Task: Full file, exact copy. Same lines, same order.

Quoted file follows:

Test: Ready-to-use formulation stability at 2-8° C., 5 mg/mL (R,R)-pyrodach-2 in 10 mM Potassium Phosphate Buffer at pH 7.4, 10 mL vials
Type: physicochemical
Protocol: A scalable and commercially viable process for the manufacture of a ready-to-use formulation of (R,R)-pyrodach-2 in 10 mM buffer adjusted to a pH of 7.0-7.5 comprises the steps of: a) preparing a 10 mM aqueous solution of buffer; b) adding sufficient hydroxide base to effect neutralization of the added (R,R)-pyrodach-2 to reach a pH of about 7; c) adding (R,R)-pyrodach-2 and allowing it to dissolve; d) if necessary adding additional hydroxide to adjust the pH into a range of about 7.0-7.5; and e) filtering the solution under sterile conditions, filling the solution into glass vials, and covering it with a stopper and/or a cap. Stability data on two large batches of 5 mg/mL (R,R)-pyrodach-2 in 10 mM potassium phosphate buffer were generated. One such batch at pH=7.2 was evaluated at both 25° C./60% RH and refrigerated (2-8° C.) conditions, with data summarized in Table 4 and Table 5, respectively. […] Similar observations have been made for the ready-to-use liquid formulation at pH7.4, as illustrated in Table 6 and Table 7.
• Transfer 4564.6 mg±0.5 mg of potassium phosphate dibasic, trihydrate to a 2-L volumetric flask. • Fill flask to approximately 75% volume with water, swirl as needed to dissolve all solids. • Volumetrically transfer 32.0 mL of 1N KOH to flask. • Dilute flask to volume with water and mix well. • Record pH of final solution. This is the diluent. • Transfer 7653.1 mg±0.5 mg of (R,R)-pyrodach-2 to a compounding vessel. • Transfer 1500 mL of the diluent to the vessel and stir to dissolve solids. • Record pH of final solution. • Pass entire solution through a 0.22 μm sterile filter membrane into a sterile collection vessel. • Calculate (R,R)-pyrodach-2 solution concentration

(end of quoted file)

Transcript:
Test: Ready-to-use formulation stability at 2-8° C., 5 mg/mL (R,R)-pyrodach-2 in 10 mM Potassium Phosphate Buffer at pH 7.4, 10 mL vials
Type: physicochemical
Protocol: A scalable and commercially viable process for the manufacture of a ready-to-use formulation of (R,R)-pyrodach-2 in 10 mM buffer adjusted to a pH of 7.0-7.5 comprises the steps of: a) preparing a 10 mM aqueous solution of buffer; b) adding sufficient hydroxide base to effect neutralization of the added (R,R)-pyrodach-2 to reach a pH of about 7; c) adding (R,R)-pyrodach-2 and allowing it to dissolve; d) if necessary adding additional hydroxide to adjust the pH into a range of about 7.0-7.5; and e) filtering the solution under sterile conditions, filling the solution into glass vials, and covering it with a stopper and/or a cap. Stability data on two large batches of 5 mg/mL (R,R)-pyrodach-2 in 10 mM potassium phosphate buffer were generated. One such batch at pH=7.2 was evaluated at both 25° C./60% RH and refrigerated (2-8° C.) conditions, with data summarized in Table 4 and Table 5, respectively. […] Similar observations have been made for the ready-to-use liquid formulation at pH7.4, as illustrated in Table 6 and Table 7.
• Transfer 4564.6 mg±0.5 mg of potassium phosphate dibasic, trihydrate to a 2-L volumetric flask. • Fill flask to approximately 75% volume with water, swirl as needed to dissolve all solids. • Volumetrically transfer 32.0 mL of 1N KOH to flask. • Dilute flask to volume with water and mix well. • Record pH of final solution. This is the diluent. • Transfer 7653.1 mg±0.5 mg of (R,R)-pyrodach-2 to a compounding vessel. • Transfer 1500 mL of the diluent to the vessel and stir to dissolve solids. • Record pH of final solution. • Pass entire solution through a 0.22 μm sterile filter membrane into a sterile collection vessel. • Calculate (R,R)-pyrodach-2 solution concentration